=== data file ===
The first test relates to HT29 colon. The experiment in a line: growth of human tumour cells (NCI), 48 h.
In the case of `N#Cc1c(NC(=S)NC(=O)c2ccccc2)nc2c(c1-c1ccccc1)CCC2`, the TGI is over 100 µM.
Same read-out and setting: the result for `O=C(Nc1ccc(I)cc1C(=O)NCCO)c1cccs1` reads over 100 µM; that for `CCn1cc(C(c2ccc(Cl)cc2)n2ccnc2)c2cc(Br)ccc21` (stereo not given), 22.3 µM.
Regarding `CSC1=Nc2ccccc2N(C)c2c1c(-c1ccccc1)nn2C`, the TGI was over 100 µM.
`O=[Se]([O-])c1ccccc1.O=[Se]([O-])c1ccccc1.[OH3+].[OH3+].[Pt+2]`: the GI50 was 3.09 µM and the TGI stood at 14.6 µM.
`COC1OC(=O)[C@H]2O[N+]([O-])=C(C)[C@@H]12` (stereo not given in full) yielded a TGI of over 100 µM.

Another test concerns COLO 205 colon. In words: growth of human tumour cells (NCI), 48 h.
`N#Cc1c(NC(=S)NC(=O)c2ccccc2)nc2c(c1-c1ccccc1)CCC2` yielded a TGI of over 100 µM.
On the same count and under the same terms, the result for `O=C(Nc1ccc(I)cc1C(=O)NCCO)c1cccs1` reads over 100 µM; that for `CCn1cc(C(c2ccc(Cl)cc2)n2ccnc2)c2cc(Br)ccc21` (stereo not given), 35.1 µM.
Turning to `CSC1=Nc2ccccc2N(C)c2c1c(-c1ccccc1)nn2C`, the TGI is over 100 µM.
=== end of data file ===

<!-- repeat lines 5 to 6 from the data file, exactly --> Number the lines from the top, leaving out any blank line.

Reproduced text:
`O=[Se]([O-])c1ccccc1.O=[Se]([O-])c1ccccc1.[OH3+].[OH3+].[Pt+2]`: the GI50 was 3.09 µM and the TGI stood at 14.6 µM.
`COC1OC(=O)[C@H]2O[N+]([O-])=C(C)[C@@H]12` (stereo not given in full) yielded a TGI of over 100 µM.